Back in the mid-1990s, long before the Internet made us all lazy by giving instant access to information (and of course photos) on almost anywhere and anything we could possibly be interested in, the only way to find out about the wonders of Taiwan was through books.
English-language publications covering the country (apart from Lonely Planet Taiwan, which then, as now, barely skimmed the surface) were non-existent. Even tourist literature about anything more obscure than Alishan (阿里山) and Sun Moon Lake (日月潭) was rare as hen’s teeth. So, discovering a series of very detailed Chinese-language guides in the mid 1990s that covered Taiwan in a series of six thick tomes suddenly offered a glimpse of previously unknown riches. At the same time, it doubled as a huge impetus to improve my Chinese language skills.
Distant descendants of those wonderful old books can still be found in local bookshops today in the form of a series of 17 rather slimmer volumes, each covering one or two of Taiwan’s 22 counties. It’s a sign of the times, however, that while those original 1990s books were mostly text, with black-and-white photos and very basic (and often very wrong) hand-drawn maps, today’s product is full color, photo-heavy but lacking in detail — although it does come with the best generally available maps that I’ve found to date. These books are easily found in the travel section of most local Chinese-language bookshops — look for the books with the sunshine yellow spines printed with chunky white and orange characters.
Photo: Richard Saunders
TEMPLE IN A CLIFF
The first volume in that old, dog-eared, series of black-and-white books that I treasure to this day covered the area around Taipei, and introduces many fascinating places, several of which are now almost forgotten. One of those, Silver Stream Cave (銀河洞), is pretty well-known these days, but was rarely visited in the 90s, when the trail was less well maintained. When I first read the description, I was sure my shaky Chinese skills had got it wrong. The blurb described the place as a crack in a tall cliff over which poured a high waterfall, with a small temple built into the cracks in the cliff behind the cataract.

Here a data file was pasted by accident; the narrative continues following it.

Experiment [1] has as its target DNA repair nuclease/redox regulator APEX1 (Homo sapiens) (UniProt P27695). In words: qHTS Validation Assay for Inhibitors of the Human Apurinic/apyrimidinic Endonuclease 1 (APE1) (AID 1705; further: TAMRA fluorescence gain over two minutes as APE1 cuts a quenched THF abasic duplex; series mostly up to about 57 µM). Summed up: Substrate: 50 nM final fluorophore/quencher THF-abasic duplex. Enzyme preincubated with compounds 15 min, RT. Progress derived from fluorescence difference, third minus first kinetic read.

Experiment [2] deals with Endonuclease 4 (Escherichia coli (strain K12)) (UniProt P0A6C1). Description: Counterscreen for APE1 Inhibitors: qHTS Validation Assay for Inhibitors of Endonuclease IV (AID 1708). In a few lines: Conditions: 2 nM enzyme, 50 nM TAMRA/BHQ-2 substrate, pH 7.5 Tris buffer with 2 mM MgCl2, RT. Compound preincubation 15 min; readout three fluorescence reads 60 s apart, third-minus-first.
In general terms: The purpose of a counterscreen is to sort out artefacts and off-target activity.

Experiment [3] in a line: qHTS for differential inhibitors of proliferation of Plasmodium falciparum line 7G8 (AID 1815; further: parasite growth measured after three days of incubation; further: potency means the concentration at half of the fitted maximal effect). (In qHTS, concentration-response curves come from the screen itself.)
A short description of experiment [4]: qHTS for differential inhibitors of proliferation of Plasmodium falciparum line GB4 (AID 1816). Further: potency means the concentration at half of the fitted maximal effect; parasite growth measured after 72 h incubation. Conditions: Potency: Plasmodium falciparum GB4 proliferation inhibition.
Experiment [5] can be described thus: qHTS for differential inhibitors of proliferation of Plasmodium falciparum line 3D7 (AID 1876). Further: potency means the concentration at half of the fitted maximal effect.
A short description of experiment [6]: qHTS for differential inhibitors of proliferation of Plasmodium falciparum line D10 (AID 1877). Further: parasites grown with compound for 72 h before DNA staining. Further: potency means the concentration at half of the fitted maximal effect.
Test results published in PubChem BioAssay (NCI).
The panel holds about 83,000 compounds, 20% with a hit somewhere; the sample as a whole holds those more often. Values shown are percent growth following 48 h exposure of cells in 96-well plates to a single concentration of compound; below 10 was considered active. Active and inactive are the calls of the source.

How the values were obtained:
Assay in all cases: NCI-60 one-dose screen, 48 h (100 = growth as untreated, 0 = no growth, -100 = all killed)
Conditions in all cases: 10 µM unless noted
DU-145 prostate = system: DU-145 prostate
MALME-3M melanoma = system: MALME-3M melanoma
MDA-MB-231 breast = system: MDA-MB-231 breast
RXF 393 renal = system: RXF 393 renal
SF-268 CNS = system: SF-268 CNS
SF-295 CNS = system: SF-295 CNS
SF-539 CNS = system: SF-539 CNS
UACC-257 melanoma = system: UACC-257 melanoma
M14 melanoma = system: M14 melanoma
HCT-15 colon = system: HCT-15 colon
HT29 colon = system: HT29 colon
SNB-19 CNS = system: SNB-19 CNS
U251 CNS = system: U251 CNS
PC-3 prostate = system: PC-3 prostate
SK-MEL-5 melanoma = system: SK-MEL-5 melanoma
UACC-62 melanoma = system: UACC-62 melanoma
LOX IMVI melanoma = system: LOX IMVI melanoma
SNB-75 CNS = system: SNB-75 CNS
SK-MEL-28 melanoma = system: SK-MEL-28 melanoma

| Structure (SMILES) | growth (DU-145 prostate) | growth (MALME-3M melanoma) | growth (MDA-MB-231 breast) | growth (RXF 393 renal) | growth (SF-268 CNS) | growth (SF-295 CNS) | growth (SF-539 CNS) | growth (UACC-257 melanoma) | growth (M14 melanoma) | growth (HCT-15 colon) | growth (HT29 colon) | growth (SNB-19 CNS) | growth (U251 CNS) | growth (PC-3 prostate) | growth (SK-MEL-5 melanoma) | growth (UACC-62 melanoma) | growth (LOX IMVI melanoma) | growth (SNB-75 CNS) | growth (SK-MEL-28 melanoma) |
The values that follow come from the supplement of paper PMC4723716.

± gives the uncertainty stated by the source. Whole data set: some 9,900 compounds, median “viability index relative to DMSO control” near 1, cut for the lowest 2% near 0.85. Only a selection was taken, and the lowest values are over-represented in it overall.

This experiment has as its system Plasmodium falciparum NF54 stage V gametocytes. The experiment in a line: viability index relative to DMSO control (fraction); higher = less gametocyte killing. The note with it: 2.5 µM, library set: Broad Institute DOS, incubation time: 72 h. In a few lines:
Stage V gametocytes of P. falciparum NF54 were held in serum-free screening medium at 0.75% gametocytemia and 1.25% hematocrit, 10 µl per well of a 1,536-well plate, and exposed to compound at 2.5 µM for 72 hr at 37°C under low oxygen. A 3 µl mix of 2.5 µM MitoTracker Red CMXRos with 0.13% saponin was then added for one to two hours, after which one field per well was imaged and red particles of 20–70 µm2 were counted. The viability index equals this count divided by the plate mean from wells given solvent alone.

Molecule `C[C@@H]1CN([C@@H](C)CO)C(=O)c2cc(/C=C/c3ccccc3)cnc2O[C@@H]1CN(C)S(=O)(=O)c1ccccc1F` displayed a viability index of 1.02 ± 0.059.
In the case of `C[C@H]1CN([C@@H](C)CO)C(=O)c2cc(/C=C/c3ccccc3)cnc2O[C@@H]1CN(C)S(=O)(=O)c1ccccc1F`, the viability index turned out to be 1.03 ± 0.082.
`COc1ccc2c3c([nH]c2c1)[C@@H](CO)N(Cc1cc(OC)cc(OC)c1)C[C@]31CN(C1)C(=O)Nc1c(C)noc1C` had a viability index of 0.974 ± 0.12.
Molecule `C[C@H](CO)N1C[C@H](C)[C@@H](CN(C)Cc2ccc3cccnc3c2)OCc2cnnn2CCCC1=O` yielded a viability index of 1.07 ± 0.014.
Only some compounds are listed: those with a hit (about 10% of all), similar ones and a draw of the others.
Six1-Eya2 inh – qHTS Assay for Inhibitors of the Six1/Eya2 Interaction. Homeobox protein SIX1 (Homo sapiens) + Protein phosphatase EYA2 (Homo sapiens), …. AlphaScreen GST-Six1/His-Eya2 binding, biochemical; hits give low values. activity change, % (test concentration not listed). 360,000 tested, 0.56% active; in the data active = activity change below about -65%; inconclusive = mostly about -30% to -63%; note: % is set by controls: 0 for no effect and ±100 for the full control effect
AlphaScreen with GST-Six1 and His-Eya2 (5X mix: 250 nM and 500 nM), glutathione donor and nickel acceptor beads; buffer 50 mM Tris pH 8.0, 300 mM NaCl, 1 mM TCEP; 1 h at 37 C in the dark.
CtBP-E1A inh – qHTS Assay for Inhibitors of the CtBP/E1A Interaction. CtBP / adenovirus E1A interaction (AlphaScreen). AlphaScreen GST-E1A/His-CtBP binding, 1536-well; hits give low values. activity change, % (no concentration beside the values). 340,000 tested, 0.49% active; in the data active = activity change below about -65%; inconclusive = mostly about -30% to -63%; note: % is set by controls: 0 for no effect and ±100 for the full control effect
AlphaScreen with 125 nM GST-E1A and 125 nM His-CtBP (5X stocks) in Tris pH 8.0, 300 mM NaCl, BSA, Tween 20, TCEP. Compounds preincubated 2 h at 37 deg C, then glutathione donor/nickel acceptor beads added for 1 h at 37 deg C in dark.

My interest thoroughly aroused, I boarded a bus to Xindian (there was no MRT in those days) at the first available opportunity, and followed the vague lines of the hand-drawn sketch map in the book. In my attempt to find this curiosity that sounded so fascinating on paper, I thrust the characters for “Silver Stream Cave” at any locals I could find to ask for directions.
Photo: Richard Saunders
And yes, when I finally stood inside the cave, looking out through the veil of falling water, I found my translation of the hieroglyphics in the book wasn’t so far out. Silver Stream Cave is perhaps the most unusual and arresting natural and cultural curiosity in the immediate vicinity of Taipei city. The bare, unpainted concrete and shiny bathroom tiles of the temple make it anything but beautiful in itself, but its unlikely location makes it a fascinating and unique place.
The cave is now an easy and quick escape from the city, thanks to the MRT and a frequent bus service. From the last bus stop, at Zhongsheng Bridge (中生橋頭站), follow the main road (Highway No. 9) beside a small river for about 10 minutes, and at the hairpin bend, continue straight ahead along a narrow lane, uphill, for another kilometer. Finally, a signpost on the right marks the trailhead, and a path of almost 500 steps climbing beside the cascading stream. In less than 10 minutes the waterfall and the little temple behind come into view above.
A final flight of stone steps climbs to the front door of the temple, passing a viewing platform right beside the tall waterfall (which is definitely best seen after heavy rain — it’s underwhelming in dry weather). Walk through the temple (a series of cramped chambers with the natural rock of the cleft for a back wall) and at the end a path continues to follow the long natural overhang in the sheer cliff, passing behind the waterfall and finishing at a small natural cave with a large statue of Lu Dongbin (呂洞賓), one of the Eight Immortals (八仙) of the Taoist faith.
Photo: Richard Saunders